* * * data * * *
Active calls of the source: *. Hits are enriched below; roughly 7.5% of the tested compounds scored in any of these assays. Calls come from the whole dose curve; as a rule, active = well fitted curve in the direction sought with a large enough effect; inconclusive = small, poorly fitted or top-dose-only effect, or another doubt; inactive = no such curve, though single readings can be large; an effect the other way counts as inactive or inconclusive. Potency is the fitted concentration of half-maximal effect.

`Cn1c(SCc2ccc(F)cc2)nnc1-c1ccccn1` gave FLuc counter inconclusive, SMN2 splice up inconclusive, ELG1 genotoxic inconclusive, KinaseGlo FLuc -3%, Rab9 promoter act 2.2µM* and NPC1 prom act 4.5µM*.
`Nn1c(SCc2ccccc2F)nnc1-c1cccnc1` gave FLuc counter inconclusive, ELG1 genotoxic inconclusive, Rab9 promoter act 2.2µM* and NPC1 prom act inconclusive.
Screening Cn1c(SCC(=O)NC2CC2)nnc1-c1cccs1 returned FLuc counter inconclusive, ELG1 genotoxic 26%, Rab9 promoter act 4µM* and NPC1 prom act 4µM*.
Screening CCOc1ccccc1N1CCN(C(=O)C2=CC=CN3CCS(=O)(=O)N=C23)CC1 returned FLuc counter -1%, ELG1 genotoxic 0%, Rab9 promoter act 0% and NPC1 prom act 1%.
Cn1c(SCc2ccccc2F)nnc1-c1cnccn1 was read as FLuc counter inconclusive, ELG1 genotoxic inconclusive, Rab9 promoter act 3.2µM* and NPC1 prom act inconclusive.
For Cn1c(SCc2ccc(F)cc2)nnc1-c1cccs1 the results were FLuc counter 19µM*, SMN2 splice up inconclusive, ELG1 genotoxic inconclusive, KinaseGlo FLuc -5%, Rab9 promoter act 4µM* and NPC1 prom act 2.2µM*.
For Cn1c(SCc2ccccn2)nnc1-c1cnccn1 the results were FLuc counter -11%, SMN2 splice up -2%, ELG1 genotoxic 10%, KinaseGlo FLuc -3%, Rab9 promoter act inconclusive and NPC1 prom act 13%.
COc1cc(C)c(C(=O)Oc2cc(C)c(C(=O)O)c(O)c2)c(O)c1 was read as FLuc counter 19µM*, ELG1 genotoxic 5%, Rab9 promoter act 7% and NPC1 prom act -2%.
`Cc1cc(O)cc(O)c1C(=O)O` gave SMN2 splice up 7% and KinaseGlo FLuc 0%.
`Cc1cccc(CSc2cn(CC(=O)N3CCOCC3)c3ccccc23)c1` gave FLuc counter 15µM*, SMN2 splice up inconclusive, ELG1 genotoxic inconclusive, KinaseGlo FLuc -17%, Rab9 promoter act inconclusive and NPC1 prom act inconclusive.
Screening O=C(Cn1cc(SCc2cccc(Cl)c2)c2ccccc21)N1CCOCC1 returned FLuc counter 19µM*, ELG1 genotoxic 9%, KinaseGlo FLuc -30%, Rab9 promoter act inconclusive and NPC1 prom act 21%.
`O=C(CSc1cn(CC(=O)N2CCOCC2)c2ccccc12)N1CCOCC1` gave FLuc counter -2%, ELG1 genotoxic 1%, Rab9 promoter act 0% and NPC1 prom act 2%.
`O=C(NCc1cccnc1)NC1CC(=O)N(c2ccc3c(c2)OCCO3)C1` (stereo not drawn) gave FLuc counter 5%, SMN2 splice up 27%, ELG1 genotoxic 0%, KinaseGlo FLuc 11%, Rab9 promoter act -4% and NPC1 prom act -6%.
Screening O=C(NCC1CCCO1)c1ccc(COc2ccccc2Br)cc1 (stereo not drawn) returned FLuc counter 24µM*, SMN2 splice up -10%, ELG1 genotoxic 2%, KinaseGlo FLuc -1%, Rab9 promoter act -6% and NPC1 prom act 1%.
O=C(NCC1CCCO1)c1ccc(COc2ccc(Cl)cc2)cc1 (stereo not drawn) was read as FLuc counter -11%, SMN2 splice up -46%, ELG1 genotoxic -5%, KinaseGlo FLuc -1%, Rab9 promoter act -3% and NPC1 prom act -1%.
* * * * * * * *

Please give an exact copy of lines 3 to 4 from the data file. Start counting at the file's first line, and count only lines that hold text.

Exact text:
`Nn1c(SCc2ccccc2F)nnc1-c1cccnc1` gave FLuc counter inconclusive, ELG1 genotoxic inconclusive, Rab9 promoter act 2.2µM* and NPC1 prom act inconclusive.
Screening Cn1c(SCC(=O)NC2CC2)nnc1-c1cccs1 returned FLuc counter inconclusive, ELG1 genotoxic 26%, Rab9 promoter act 4µM* and NPC1 prom act 4µM*.